A lot of people hope so. Even four years ago, informed cultural observers were calling hipsters “the dead end of Western Civilization.”

Have hipsters ended Western Civilization? They have not. Not yet, anyway.

What is a ‘hipster’?

“The Lower East Side and Williamsburg in New York, Capitol Hill in Seattle, Silver Lake in L.A., the Inner Mission in San Francisco: This is where the contemporary hipster first flourished,” wrote n+1 editor Mark Greif in New York magazine, explaining the phenomenon’s origins in the late ‘90s. “Over the years, there developed such a thing as a hipster style and range of art and finally, by extension, something like a characteristic attitude and Weltanschauung,” or worldview.

The common thinking among people who study “hipsters” is that the term tends to say less than people think; one of the notable things about hipsters has been their historical reluctance to self-identify.

“I like doing a lot of the things that are the hipster thing to do, but I do them because I like to do them, not because they’re the cool thing to do,” a young woman told sociologists during a recent study on hipsters. “And because I am immersed in the social scene where there are a lot of hipsters, people mistake me for being one of them.”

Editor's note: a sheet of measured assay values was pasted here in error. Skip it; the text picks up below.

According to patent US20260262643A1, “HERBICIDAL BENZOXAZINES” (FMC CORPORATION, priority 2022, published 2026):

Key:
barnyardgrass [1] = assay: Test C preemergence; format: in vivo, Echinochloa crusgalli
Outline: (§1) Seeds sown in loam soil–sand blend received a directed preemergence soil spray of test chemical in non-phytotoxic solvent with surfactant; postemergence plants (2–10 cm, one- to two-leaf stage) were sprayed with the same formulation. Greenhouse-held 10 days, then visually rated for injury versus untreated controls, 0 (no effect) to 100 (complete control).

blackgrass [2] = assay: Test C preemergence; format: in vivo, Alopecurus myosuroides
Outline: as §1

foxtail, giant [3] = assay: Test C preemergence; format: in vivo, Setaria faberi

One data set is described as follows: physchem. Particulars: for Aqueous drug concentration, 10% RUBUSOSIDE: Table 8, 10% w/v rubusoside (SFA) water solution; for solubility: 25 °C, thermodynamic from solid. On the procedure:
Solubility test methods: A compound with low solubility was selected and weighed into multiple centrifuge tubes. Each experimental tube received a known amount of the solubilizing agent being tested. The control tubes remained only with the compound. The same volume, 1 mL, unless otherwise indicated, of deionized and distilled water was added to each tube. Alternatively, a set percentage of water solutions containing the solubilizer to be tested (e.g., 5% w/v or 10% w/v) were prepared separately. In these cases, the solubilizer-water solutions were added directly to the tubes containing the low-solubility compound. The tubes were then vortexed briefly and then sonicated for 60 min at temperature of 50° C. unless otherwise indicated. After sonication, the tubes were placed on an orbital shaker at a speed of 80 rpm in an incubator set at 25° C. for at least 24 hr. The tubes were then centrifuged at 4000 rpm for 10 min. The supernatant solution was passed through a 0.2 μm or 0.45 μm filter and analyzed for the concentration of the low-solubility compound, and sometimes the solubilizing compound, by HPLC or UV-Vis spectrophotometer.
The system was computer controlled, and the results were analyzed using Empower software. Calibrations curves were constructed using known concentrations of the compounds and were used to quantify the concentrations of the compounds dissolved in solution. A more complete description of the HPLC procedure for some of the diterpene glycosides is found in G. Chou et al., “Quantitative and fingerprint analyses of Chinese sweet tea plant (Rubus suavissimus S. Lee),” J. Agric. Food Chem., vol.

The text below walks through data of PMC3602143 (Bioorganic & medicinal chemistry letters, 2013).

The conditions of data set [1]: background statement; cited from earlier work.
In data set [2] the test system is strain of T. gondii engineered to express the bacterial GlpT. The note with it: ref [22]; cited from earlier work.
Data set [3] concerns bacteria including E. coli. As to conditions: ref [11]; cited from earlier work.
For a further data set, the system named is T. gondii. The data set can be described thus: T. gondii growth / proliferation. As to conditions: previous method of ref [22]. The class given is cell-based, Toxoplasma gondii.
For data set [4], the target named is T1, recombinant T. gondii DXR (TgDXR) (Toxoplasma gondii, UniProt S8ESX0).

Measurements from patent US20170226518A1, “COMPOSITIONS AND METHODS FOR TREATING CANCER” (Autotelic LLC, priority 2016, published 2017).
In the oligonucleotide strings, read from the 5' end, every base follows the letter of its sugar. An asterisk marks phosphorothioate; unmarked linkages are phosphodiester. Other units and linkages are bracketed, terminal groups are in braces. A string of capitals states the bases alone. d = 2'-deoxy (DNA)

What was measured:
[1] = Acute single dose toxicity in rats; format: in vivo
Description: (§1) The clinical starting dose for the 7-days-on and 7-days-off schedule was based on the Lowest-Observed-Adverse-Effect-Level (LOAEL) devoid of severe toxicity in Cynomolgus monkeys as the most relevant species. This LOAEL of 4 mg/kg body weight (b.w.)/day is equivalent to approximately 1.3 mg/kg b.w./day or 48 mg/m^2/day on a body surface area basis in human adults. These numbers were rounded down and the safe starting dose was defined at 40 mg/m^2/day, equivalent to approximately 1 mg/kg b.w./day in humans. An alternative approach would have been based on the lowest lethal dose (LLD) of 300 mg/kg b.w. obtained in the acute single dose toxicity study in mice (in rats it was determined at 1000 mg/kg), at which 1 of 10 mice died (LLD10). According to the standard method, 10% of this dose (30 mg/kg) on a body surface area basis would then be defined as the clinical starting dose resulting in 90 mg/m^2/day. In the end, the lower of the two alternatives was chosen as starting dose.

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Clarity-wise, the term hasn’t been helped by its mainstream hijacking by popular media. The New York Times’ resident grammarian, Philip Corbett, chided the paper for using the term more than 250 times in 2010, apparently willy-nilly.

The Los Angeles Times too has done its part, writing about Amish hipsters, hipster fedoras, hipster thermostats, hipster Jesus, hipster existentialism, hipster racism, the “hipster primitive look” and the hipster apocalypse (figurative).

But New York magazine’s Greif was insistent that hipsterdom is a very real thing and not just another buzzword. It described “an air of knowing about exclusive things before anyone else” when hipsters popped up in 1999, Greif wrote. “The new young strangers acted, as people said then, ‘hipper than thou.’ ”